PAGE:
“Adopting one child won’t change the world, but for that one child, the world will change.”
A child in an adoption home needs and deserves the best possible home and a family that is prepared to meet his requirements. He deserves a family which would take care of his needs and surround him with love and affection. However, this was proved wrong to the U.K. based Sikh couple; Sandeep and Reena Mander when the adoption home they wanted to register to rejected them because of their “cultural heritage”. The couple had no idea that love and care were not enough and thus when they had decided to adopt a baby, apparently, the issue of the race of the child did not even occur to them.
After repeated attempts to conceive naturally, the Manders went through fertility treatments for 6 years and even then when nothing seemed to work, they approached their local council in U.K. to be considered for adoption. However, it was then that they got to know the ugly truth that they could not even apply to adopt a child because European or British parents would be given preference. They claim to have been told that since only white children were available for adoption, they would have to adopt a child from India.
Thus, denied permission to adopt a white child only because of their “cultural heritage”, the Manders, both business professionals born and brought up in U.K., have started a legal action against the adoption service, Adopt Berkshire. According to reports, Reena commented that she has always felt British and the country as her own and it was only when that they were refused by the adoption service, that she for the first time felt any different.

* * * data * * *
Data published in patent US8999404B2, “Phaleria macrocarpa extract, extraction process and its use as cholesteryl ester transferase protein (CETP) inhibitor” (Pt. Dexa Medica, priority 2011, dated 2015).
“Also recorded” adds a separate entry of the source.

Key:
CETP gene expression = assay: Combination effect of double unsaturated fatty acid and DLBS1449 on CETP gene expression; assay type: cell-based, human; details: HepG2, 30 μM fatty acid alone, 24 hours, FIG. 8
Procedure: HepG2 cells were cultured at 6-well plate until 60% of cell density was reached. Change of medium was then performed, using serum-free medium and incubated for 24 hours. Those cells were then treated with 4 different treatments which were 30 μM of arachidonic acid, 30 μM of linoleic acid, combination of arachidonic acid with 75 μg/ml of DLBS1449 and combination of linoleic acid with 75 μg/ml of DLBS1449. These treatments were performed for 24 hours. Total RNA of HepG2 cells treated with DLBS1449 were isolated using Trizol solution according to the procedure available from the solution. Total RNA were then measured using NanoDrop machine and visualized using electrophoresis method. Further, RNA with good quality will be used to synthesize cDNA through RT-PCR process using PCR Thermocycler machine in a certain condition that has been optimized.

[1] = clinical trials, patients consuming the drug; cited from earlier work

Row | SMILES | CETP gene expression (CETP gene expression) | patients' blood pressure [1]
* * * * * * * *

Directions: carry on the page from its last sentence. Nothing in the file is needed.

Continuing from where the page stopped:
The couple’s lawyer, Georgina Calvert-Lee stated in The Independent that, “ It’s complex, it’s not just your race, it’s also about your values, your beliefs.” According to the 2011 statutory guidelines for local authorities and adoption agencies, a child’s ethnicity can never be a barrier to adoption. She spoke about how her clients have been harassed while trying to register for adoption and that they were left with no other choice but to look to adopt a child from overseas.
Utah Gov. Jon Huntsman Jr, center, and his wife Mary Kaye pose for photographs with their adopted child Kanak at Matruchhaya Orphanage in Nadiad, 52 kilometers (33 miles) south of Ahmadabad, India, Tuesday, Dec. 19, 2006. The governor renamed Kanak as Aasha, which means “hope” in Sanskrit. The governor has five children, one of whom, Gracie Mei, was adopted from China. (AP Photo/Ajit Solanki)
Experts have expressed astonishment as this issue clearly flouts The Children and Families Act of 2014, whereby the practice of adopting children only according to one’s ethnicity was banned. Though Theresa May had taken up the issue and sent a letter Council and the Equality and Human Rights Commission, it could not deter the council from shifting its decision.
Presently, the Manders have applied to Slough County Court with the request to allow them to adopt. It is astonishing that a couple, who is willing to adopt a baby who needs love, care, and stability of a good home, should have to deal with what clearly appears as racism. There are hundreds of children in need of parental love and affection and it is indeed sad that couples like Sandeep and Reena Mander are still barred from applying as adopters just because of a different cultural heritage. After all, each child deserves to be happy and all we can really hope for is that the future holds better for the little kids where their needs would be prioritized, rather than prioritizing only ethnicity and ethnic match.